Mortgage applications named as hardest part of buying a house


Buying a house is one of the biggest (and most challenging) commitments you will ever make, especially financially.

But it’s not finding that dream property – or raising the deposit for it – that buyers cite as their biggest obstacle.

While a fifth of first-time buyers say saving is a challenge, more than a quarter say the mortgage application is enough to put them off.

“Getting a mortgage is one of the biggest financial commitments many consumers will make in their lifetime and our research shows it can be overwhelming,” explained Amir Goshtai, at Experian.

This is what’s causing people the most trouble and how to make it easier.

Hidden costs

It takes on average six months to get to this point (source:

Part of the confusion over the application process stems from the additional costs that buyers have to pay, according to Experian, who conducted the report.

It said nearly a third of buyers underestimated the costs of moving – which currently sits at £12,000 on average – after they secured their minimum 10% deposit.

A total of 28% said they were in the dark about how much they would have to pay in legal fees, followed by survey costs (24%), estate agents (19%) and Stamp Duty (15%).

Young homeowners – those aged between 25-34 – are most likely to be shocked by these costs, with 44% admitting they were taken by surprise, compared to a third of 35-44 year olds, 29% of 45-54 year olds and 22% of those aged 55 and older.

Experian also found that buyers are potentially missing out on the best mortgage deals by failing to check their credit report before they apply – a poor score could not only cost you more, but put your entire application at risk.

How to make your mortgage that much simpler

It’s a lengthy process but there are some ways to lower the stress (and speed things up)

Applying for a mortgage is a hard task. The best deals require a lot of forward planning, paperwork, time and of course money – which could be a wasted effort if you end up with a big red ‘no’.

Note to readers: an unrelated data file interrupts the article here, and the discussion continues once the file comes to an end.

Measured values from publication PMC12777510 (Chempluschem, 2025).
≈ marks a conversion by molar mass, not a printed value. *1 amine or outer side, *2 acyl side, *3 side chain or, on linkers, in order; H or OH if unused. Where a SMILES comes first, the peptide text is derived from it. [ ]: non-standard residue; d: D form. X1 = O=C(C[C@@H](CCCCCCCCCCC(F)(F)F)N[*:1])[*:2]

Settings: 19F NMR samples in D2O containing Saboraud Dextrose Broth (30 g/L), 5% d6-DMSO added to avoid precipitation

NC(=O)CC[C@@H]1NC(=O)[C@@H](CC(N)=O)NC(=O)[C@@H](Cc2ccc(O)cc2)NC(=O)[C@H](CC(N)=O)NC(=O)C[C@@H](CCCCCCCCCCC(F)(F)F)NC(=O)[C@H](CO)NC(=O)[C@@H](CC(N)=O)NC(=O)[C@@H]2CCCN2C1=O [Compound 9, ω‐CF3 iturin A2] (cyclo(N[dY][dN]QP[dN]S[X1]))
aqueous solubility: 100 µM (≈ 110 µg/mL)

However there are ways to simplify the process and make your experience that much easier (and more successful).

For a start, get planning as early as possible. Get your bank statements in order, and watch your spending.

During the applications process, the lender will go through your transactions with a microscope – pulling out details such as how much you spend on a Friday night and even the cost of your hair cuts.

They’ve even been known to use transaction references against people – the note you can append to a payment when you transfer money to someone else’s account.

Here’s some planning advice to make your experience a better one.

1. Check your credit score

Get your score in ship shape for the best possible mortgage deals

A poor or non-existent credit rating can be a real deal breaker – as the lender will use this to assess how much they can trust you with.

Make sure you’re making all payments for bills and debts on time (and if you can, overpay where possible). These traits will paint you as a safe, reliable bet.

Remember though, even people who have never been in debt can be rejected

Lenders want cold hard evidence that you’re good with money, so if you’ve never borrowed before they could still reject you on the grounds that they haven’t got proof.

Planning ahead will allow you ample time to prove you’re a safe borrower. If you have a poor score, here are the best credit cards for people with bad credit.

If you have no score at all, give yourself six months to build one up before you start searching.

5 tips to get your credit score for mortgage-ready:

  1. Try not to make any credit applications in the six months before your mortgage application
  2. Make sure you don’t have any defaulted credit cards